It’s fair to say that Britain is in the grip of something of a Bake Off epidemic at the moment. In fact, last summer, more than 13 million of us tuned in to watch Paul Hollywood and Mary Berry crown their Great British Bake-Off winner, Nadiya Hussain.
Among the ardent fans of the show is one of the country’s finest chefs, Tom Kerridge. “I absolutely love The Great British Bake Off. It’s the best cookery TV show for a long time,” says Tom. Which is why he didn’t hesitate when he was asked to present a brand-new spin-off show called Crème de la Crème.
“I couldn’t wait to be a part of the Bake Off family,” he says, “although I did feel nervous about hosting the spin-off of a cultural phenomenon! Comparisons will be made, undoubtedly. But it’s not Bake Off. It’s a completely different show.”
It most certainly is. This time around, those dusting down their benches are not talented amateur bakers, they are professional pastry chefs who work in hotels, restaurants, patisseries, development kitchens and even for the armed forces. What’s more, they won’t be working alone, but in 15 teams of three. And, together, their standards are, according to Tom, sky high.
That’s just as well. Crème de la Crème has three titans of taste to judge the bakers’ efforts, while the reigning King and Queen of Great British Bake Off – Paul Hollywood and Mary Berry – are nowhere to be seen.
Instead, afternoon tea expert, Cherish Finden, celebrated pastry chef Claire Clark MBE and Benoit Blin, Chef Patissier at Raymond Blanc’s restaurant and so-called ‘pastry God’ are the internationally-renowned chefs in question. And if you thought Mary and Paul were difficult to please, you ain’t seen nothing yet!
I love The Great British Bake Off... it's the best TV cookery show
The cosy familiarity of the famous white Bake Off tent is absent, too. This show’s rather more intimidating location is the old library of Welbeck Abbey, a Grade I-listed stately home within Sherwood Forest, on the borders of Nottinghamshire and Derbyshire. Here, teams compete in weekly heats before progressing to the semi-finals and grand final.
Each heat kicks off with the ‘miniatures’ round, where the contestants make the kind of delicious delicacies served for afternoon tea. “In the three-hour challenge, they make three different miniatures and 36 of each,” says Tom. “So that’s 108 creations. Every one has to look immaculate and fantastic.”
They must then reinvent a popular dessert in the second round as a breath-taking showpiece. In week one it’s apple pie and custard.
“The contestants are hugely competitive. The moment we say: ‘Your time starts now...’ the room is charged with emotion and passion. The end results are jaw-dropping.”
And the stress the chefs are under is massive. After appearing on The Great British Menu, Tom knows a thing or two about the effects of working in such a pressure-cooker environment and being judged on camera. But are professionals affected by nerves just like amateurs?
“Nerves are a big thing,” nods Tom. “A lot of chefs compete in culinary competitions, but when they’ve never been on TV and there are six cameras there... the reality hits home,” he says.
“I’m sitting there, thinking ‘If I’d just made a dessert for Benoit Blin to taste I’d be feeling very nervous, so how those three guys are feeling...’ You go on this emotional rollercoaster with them.”
Tom admits he recently boarded his own rollercoaster when he dished up for another Bake Off judge... Mr Paul Hollywood. “I do the BBC Good Food Show and, at the last one, Paul came on stage after my demonstration and tried the dessert I’d made,” recalls Tom. “It was one of those terrifying moments you think: ‘Oh my God! Paul Hollywood is eating my dessert in front of 3,000 people. Please say you like it.’ Thankfully, Paul said: ‘I don’t like it... I love it!’ Whatever level you’re at, you want to impress him.”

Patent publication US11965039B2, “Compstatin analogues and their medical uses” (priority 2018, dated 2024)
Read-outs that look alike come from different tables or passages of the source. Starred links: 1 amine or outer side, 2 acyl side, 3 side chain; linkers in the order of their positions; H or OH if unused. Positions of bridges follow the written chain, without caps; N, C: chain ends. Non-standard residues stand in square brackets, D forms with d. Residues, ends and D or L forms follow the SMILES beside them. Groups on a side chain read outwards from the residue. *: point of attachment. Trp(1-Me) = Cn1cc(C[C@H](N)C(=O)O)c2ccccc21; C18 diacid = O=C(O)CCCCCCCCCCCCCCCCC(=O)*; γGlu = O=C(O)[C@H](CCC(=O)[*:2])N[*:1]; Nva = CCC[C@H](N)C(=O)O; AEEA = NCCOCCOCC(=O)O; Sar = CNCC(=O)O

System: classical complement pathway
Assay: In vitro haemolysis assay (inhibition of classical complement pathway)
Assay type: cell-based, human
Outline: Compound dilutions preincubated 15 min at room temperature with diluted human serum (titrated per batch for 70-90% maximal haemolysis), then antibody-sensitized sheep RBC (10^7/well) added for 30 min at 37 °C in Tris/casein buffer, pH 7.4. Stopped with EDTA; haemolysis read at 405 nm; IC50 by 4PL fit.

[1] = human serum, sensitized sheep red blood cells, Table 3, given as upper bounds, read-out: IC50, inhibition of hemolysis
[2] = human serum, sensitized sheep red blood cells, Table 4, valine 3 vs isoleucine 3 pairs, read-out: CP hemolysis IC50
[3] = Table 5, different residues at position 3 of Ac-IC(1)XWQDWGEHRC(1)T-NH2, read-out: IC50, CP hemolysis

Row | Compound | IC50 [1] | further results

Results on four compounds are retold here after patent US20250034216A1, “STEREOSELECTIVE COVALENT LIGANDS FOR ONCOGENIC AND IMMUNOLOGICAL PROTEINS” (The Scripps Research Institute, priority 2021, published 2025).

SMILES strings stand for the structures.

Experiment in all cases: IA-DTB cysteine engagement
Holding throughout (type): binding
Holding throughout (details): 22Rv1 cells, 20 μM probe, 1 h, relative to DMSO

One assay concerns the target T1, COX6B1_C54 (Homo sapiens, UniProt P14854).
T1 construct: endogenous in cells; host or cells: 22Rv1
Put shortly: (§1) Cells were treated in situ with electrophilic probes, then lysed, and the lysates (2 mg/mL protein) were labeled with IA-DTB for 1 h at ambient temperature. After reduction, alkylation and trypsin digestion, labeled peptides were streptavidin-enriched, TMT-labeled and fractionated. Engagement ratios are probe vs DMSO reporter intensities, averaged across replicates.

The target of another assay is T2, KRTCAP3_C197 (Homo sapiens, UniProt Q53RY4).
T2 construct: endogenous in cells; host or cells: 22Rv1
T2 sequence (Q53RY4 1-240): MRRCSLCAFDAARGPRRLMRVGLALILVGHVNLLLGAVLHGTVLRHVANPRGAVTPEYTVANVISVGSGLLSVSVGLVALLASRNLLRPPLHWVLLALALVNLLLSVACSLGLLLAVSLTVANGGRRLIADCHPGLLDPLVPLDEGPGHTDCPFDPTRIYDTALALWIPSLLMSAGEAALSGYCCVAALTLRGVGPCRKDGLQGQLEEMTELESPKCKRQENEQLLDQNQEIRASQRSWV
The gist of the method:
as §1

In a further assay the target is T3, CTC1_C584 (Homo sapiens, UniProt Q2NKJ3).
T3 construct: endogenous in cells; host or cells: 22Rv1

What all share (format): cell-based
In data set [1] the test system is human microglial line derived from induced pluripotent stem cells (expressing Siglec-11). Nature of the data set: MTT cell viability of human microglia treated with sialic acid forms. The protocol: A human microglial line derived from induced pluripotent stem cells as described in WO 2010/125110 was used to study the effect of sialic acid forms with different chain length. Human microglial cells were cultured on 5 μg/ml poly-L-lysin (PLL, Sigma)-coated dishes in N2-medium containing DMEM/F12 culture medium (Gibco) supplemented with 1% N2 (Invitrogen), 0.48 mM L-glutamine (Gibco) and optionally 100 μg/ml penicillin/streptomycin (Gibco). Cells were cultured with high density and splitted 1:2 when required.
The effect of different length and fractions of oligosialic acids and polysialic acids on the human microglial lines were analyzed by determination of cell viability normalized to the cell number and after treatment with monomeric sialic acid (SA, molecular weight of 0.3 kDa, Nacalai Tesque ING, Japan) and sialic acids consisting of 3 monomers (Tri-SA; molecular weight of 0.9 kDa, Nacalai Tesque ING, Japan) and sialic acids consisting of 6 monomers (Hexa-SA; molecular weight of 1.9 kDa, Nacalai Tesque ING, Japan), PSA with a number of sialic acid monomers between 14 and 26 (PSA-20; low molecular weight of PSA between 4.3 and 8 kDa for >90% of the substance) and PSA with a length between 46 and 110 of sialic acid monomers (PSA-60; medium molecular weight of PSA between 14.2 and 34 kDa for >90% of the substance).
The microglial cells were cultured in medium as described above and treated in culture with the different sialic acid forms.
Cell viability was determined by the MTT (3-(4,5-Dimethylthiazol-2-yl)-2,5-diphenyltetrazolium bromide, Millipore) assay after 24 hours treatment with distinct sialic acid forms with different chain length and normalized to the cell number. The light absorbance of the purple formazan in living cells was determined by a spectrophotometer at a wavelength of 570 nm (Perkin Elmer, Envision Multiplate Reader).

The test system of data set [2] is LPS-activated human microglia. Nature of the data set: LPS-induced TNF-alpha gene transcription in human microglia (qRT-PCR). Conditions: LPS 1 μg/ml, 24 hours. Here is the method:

Tom has certainly come a long way from the food he first served up as a lad. “I was doing fish finger sandwiches and Findus Crispy Pancakes for me and my brother,” he grins. “It wasn’t a cooking thing, it was out of necessity; we were latch-key kids and me and my brother needed something to eat while my mum was still at work. But you remember that sense of achievement, no matter how small, that you’ve made a fish finger sandwich.”
Tom later progressed onto bigger and better things after he found a job in a professional kitchen – again out of necessity when he needed the money. “When I was 18, I ended up working as a kitchen porter washing up. I fell in love with the environment straightaway.
“The kitchen is full of people who work hard and play hard, there’s banter, you’re a team,” says the man who’s received not one but two prestigious Michelin stars and is responsible for transforming the standard of the nation’s pub grub.
Tom puts his incredible success down to hard graft and the inspiration of Marco Pierre White whose cookery book, White Heat, his mum bought him as a young man. “Marco had two Michelin stars as a 25-year-old. It inspired me to believe you could achieve stuff. It doesn’t matter what you look like, where you come from, whether you’ve got polished black shoes on in the kitchen or a pair of trainers... as long as you’re working really hard.”
And then, you too could become the crème de la crème.
Did you know...?
- Tom has worked at a number of British restaurants, including the Michelin-starred Rhodes in the Square and Adlards.
- With his wife Beth, he opened the gastropub The Hand & Flowers in 2005 and within a year gained his first Michelin star
- As a chef he has appeared on the Great British Menu, MasterChef and Saturday Kitchen
- He attended a youth theatre for three weeks when he was spotted and cast in the Christmas special of the BBC One television show Miss Marple
Bake Off: Crème de la Crème is on BBC2 on Tuesdays
There's more star chat in every issue of Yours magazine, out every fortnight on a Tuesday.